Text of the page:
Epidemiology of invasive pneumococcal infections
Abstract number: 1732_33
Pneumococci cause a spectrum of diseases in humans, from reasonably mild diseases like sinusitis and conjunctivitis to potentially life-threatening diseases like meningitis and bacteraemia. The current conjugate vaccines are ideally aimed at protecting against all pneumococcal disease, but have been very successful at preventing invasive pneumococcal disease. Understanding invasive disease epidemiology, both preceding vaccine implementation and after vaccine introduction, is crucial to the design and development of future vaccines. Several recent studies have shown that pneumococcal serotypes differ in their invasive disease potential, and this has particular relevance for the selection of serotypes to include in future conjugate vaccines. It is also essential to understand the serotype-specific changes that have occurred subsequent to conjugate vaccine implementation in the USA, as a model for what might occur post-vaccine implementation in other countries.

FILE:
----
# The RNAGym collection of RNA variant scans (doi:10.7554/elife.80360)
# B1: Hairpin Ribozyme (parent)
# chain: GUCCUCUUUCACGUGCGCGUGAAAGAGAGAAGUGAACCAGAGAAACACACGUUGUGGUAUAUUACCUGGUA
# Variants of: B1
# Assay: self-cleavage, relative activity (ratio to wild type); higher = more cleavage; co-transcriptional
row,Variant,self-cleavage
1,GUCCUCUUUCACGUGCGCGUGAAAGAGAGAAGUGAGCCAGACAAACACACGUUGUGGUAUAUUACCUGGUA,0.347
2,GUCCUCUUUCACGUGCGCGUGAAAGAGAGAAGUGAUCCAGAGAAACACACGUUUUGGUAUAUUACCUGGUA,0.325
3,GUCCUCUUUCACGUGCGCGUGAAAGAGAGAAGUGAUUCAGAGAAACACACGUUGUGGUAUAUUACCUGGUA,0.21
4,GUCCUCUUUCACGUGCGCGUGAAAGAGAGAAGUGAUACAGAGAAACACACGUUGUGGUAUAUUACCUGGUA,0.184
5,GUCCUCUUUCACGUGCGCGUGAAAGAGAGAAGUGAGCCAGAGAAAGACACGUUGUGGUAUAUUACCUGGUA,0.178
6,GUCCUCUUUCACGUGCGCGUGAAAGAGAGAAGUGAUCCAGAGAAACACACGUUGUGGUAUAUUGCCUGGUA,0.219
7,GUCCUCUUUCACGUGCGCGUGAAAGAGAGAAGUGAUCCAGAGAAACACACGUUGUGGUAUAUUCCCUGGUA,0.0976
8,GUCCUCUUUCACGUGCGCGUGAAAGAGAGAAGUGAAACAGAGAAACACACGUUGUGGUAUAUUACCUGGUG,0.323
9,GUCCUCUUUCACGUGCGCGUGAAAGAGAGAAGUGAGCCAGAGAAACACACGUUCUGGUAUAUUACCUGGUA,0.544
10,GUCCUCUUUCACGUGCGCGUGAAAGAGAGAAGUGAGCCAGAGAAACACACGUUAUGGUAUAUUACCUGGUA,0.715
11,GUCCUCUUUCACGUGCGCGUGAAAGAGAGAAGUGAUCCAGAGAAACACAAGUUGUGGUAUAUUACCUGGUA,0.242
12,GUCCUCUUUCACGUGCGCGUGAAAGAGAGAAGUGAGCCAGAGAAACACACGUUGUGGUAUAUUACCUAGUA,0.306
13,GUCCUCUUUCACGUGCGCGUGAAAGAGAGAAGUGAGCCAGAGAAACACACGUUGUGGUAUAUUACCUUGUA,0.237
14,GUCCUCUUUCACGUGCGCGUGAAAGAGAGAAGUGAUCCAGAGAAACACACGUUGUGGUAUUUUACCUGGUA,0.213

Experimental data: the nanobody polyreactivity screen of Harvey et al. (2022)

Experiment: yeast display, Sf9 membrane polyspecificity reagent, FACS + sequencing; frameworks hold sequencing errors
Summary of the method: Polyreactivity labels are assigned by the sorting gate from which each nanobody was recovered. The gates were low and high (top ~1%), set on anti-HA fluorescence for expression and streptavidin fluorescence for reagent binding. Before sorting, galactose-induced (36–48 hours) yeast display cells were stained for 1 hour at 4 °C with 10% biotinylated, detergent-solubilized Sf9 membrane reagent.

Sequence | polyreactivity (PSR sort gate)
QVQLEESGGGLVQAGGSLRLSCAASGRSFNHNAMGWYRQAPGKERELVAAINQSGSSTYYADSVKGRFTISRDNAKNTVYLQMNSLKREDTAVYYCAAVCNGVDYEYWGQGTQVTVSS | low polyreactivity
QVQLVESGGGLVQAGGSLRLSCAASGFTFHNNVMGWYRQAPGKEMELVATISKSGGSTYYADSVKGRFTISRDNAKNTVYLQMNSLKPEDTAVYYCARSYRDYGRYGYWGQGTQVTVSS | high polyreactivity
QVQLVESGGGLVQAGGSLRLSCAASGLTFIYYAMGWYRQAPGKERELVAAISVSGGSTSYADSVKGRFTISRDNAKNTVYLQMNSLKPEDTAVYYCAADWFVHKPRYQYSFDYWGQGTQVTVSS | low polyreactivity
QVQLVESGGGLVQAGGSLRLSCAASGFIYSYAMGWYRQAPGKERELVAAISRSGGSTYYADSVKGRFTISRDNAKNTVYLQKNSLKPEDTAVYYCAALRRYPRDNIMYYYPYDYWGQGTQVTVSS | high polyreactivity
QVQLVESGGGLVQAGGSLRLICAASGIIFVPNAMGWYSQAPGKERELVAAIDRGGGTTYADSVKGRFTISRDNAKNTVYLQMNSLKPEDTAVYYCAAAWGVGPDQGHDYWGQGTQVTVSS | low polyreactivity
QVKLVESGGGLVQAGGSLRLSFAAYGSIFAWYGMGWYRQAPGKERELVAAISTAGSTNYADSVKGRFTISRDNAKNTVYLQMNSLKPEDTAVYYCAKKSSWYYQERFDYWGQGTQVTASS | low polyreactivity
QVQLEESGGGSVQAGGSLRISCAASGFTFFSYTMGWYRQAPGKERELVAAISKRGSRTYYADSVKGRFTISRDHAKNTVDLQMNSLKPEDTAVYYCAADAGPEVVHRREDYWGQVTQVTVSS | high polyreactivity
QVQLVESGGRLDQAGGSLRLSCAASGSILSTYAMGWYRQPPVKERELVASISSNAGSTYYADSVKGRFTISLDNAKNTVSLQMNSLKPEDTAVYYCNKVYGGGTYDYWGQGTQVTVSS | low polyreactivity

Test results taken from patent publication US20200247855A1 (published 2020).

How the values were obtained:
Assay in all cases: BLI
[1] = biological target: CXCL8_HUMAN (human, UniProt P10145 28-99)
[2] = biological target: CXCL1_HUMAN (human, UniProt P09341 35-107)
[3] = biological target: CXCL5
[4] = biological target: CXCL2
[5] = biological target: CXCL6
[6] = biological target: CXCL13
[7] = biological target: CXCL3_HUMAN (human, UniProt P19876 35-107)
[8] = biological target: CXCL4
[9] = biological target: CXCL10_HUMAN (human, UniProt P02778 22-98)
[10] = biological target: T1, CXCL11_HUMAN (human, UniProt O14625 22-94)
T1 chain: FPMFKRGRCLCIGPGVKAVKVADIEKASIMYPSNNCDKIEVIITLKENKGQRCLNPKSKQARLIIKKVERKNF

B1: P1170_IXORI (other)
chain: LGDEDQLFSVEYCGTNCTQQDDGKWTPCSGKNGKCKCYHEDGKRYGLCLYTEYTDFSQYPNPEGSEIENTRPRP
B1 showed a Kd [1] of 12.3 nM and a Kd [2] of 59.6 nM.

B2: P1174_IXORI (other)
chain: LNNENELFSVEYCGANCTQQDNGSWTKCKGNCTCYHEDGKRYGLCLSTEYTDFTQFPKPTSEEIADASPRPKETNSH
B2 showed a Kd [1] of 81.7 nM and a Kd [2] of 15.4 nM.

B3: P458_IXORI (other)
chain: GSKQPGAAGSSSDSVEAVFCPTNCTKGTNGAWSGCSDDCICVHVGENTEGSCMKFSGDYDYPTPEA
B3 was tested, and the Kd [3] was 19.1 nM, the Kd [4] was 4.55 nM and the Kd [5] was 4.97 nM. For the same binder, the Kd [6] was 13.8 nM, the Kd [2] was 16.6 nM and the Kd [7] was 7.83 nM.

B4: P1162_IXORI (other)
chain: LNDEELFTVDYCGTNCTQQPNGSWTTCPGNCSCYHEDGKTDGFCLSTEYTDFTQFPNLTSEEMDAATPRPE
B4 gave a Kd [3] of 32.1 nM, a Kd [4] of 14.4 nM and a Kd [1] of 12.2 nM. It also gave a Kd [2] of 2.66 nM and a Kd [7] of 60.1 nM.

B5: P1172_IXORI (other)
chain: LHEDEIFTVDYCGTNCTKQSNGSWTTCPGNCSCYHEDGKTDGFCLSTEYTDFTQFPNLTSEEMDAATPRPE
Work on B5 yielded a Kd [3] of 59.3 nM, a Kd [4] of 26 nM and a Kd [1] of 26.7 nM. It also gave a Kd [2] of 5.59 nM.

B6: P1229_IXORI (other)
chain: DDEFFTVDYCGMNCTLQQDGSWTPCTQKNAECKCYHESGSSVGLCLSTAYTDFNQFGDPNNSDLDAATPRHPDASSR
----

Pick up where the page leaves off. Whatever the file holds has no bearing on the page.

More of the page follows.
|Session name:||European Society of Clinical Microbiology and Infectious Diseases|
|Location:||ICC, Munich, Germany|
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